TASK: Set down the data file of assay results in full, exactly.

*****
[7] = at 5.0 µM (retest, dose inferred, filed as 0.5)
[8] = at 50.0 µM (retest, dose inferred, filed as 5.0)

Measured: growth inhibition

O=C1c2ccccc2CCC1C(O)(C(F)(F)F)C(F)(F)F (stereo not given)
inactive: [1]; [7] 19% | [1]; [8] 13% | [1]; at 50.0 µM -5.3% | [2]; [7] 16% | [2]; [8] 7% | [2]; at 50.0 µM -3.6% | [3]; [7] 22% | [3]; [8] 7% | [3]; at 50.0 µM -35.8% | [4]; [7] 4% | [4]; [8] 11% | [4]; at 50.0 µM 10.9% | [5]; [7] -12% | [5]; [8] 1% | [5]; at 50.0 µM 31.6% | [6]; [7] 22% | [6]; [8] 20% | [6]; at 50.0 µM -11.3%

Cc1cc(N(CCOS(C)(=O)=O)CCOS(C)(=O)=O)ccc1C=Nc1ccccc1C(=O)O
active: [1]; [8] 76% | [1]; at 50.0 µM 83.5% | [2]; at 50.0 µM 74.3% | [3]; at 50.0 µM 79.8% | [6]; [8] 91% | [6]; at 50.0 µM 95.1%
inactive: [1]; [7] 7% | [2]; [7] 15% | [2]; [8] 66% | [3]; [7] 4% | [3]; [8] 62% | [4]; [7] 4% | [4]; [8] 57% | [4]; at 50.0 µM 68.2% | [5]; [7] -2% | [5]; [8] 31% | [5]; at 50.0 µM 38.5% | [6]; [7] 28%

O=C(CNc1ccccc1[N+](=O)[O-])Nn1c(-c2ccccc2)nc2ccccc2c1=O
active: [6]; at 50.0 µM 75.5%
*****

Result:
[7] = at 5.0 µM (retest, dose inferred, filed as 0.5)
[8] = at 50.0 µM (retest, dose inferred, filed as 5.0)

Measured: growth inhibition

O=C1c2ccccc2CCC1C(O)(C(F)(F)F)C(F)(F)F (stereo not given)
inactive: [1]; [7] 19% | [1]; [8] 13% | [1]; at 50.0 µM -5.3% | [2]; [7] 16% | [2]; [8] 7% | [2]; at 50.0 µM -3.6% | [3]; [7] 22% | [3]; [8] 7% | [3]; at 50.0 µM -35.8% | [4]; [7] 4% | [4]; [8] 11% | [4]; at 50.0 µM 10.9% | [5]; [7] -12% | [5]; [8] 1% | [5]; at 50.0 µM 31.6% | [6]; [7] 22% | [6]; [8] 20% | [6]; at 50.0 µM -11.3%

Cc1cc(N(CCOS(C)(=O)=O)CCOS(C)(=O)=O)ccc1C=Nc1ccccc1C(=O)O
active: [1]; [8] 76% | [1]; at 50.0 µM 83.5% | [2]; at 50.0 µM 74.3% | [3]; at 50.0 µM 79.8% | [6]; [8] 91% | [6]; at 50.0 µM 95.1%
inactive: [1]; [7] 7% | [2]; [7] 15% | [2]; [8] 66% | [3]; [7] 4% | [3]; [8] 62% | [4]; [7] 4% | [4]; [8] 57% | [4]; at 50.0 µM 68.2% | [5]; [7] -2% | [5]; [8] 31% | [5]; at 50.0 µM 38.5% | [6]; [7] 28%

O=C(CNc1ccccc1[N+](=O)[O-])Nn1c(-c2ccccc2)nc2ccccc2c1=O
active: [6]; at 50.0 µM 75.5%